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There is nothing bigger in Louisiana politics than a Governor’s election, especially a competitive one, like the upcoming campaign. In this race, voters will have the option of three well-funded candidates, Governor Joh Bel Edwards, U.S. Congressman Ralph Abraham and businessman Eddie Rispone, as well as six other contenders, including one, Gary Landrieu, who is a member of a family with a 60-year history in Louisiana politics.
We're hours away from qualification closing time and unless there are any surprises at this point, it appears these will be the candidates for the statewide offices. John Bel Edwards, the incumbent is facing two Republicans Congressman Ralph Abraham and businessman Eddie Rispone. They of course are the top tier with money, name recognition and background support. Other candidates in the mix are a democrat, an Independent and two other republicans.
Qualifications have ended and it’s now a sprint to election day. So what top issues should the candidates for governor and the legislature talk about in the coming weeks? There is an abyss of a state with massive fiscal problems, an educational system that is dysfunctional, a healthcare system that needs a major overhauling, a highway system that has been neglected for years…get the picture?
Mike Yenni, the beleagured but successful President of Jefferson Parish has made his future decision. He will not run for re-election.
Yenni, the former Mayor of the City of Kenner, was voted parish president in 2015. Shortly afterwards, he became embroiled in a personal controversy. The two candidates who seek to replace him are Councilwoman Cynthia Lee Sheng and former Jefferson Parish President John Young. Here is the just-released press statement from his media advisor Greg Buisson:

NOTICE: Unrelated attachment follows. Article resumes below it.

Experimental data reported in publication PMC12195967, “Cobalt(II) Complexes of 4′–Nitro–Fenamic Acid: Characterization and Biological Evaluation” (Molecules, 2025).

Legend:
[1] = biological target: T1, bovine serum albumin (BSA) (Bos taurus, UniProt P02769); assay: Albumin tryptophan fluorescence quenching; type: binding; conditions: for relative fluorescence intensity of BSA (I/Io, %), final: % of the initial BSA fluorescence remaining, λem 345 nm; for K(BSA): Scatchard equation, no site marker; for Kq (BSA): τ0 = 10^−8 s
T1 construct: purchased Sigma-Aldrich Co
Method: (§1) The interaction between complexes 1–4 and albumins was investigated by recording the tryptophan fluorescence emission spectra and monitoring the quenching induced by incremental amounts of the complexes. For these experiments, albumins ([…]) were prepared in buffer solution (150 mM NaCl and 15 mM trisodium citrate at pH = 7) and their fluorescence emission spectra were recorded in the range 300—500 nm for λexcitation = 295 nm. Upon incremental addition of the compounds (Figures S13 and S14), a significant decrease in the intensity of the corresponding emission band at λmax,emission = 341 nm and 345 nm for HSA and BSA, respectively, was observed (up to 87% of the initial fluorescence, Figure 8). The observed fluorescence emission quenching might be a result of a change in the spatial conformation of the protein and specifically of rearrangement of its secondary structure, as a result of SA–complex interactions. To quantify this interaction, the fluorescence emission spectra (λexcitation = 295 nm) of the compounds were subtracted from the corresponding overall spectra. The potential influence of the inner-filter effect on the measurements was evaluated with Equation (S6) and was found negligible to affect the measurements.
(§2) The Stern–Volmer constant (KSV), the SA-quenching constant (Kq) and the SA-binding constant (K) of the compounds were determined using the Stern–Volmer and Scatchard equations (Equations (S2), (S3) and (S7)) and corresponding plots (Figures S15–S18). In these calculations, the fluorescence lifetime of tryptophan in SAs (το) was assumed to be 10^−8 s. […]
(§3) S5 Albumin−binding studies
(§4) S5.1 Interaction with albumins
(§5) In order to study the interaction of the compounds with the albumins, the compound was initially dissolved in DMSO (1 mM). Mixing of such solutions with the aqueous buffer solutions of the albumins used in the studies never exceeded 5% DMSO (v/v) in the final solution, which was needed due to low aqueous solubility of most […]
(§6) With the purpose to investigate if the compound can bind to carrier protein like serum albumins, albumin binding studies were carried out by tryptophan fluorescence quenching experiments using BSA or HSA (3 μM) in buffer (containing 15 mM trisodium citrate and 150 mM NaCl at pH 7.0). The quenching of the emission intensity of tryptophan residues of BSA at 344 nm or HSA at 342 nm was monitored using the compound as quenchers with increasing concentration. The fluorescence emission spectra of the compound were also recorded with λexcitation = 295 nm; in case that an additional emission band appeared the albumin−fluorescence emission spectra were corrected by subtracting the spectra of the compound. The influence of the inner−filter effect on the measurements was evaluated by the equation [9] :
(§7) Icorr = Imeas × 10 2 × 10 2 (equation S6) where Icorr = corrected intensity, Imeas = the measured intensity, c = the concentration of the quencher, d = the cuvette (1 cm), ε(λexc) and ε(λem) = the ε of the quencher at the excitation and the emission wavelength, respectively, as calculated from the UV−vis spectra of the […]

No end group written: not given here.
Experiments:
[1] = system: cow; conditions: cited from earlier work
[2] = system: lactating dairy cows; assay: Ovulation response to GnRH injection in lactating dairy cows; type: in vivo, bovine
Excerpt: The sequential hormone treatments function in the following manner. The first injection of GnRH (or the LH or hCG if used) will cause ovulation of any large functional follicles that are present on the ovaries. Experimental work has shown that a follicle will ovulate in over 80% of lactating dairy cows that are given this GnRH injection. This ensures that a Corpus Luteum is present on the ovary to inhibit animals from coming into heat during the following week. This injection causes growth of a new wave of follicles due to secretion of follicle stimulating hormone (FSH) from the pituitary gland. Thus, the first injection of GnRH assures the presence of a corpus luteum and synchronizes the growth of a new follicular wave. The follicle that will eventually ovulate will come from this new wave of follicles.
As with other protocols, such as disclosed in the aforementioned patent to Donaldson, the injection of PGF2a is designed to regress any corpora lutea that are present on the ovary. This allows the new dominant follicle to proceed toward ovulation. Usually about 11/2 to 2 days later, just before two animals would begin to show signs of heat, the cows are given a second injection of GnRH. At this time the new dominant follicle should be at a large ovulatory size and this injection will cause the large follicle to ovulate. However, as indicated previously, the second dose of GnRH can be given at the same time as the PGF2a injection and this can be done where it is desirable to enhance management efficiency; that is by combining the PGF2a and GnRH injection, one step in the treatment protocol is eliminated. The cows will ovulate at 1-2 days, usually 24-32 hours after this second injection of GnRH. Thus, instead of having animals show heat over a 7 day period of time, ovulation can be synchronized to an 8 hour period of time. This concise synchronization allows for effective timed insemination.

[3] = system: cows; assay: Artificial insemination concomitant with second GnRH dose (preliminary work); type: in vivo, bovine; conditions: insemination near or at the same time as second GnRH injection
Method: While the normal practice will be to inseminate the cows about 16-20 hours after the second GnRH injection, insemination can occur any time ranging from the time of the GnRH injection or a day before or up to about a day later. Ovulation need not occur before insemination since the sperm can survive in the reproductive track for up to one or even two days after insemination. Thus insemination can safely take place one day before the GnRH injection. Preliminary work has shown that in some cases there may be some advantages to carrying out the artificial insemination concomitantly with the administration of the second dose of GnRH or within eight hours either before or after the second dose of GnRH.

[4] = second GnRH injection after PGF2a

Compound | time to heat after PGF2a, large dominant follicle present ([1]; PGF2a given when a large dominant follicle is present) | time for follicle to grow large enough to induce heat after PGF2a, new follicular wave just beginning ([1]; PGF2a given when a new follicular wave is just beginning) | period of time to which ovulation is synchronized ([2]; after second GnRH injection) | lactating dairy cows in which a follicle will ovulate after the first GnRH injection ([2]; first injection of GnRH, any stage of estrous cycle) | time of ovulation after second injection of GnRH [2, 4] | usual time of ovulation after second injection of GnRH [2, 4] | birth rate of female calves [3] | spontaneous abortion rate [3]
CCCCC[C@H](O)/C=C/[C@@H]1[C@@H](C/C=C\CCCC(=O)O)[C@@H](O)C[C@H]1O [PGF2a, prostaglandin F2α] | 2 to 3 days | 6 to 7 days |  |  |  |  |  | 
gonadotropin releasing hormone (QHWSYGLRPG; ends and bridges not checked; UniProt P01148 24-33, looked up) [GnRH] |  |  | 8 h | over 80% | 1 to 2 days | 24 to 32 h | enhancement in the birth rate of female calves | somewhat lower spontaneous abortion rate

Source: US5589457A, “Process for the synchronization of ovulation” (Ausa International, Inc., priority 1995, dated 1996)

How do you put a dollar value on the worth of a public official? Attorneys working full time for the LSU Health Sciences Center are asking to be paid more than $400,000 a year. So how do you justify such large increases? How about this idea? Shouldn’t receiving such large salaries be based on results?
LSU football coach Ed Orgeron will pocket some four million dollars this year, making him one of the highest-paid football coaches in the nation. He received such an enormous salary package based on results. It’s the old adage that you get what you pay for, and with Orgeron, LSU ended the season with a top ten ranking.
Grandparents visiting day took me to Portland, Maine this past weekend to spend time with my two oldest grandsons. The highlight of the trip was of course hanging out with the boys and attending their various camp activities. But second on my list was to partake and enjoy Maine seafood, particularly the bountiful supply of lobster. Now coming from the Bayou State with the best seafood in the nation, my standards are high. And with all due respect to the fine folks in Maine, I was disappointed.
Being a moderate democrat in Louisiana has become a real labor of love today, The Louisiana Democratic Party is becoming more and more irrelevant in the Bayou State. Party officials did itself a real disservice two years ago when it tried to wipe out the memory of the state’s two most important figures.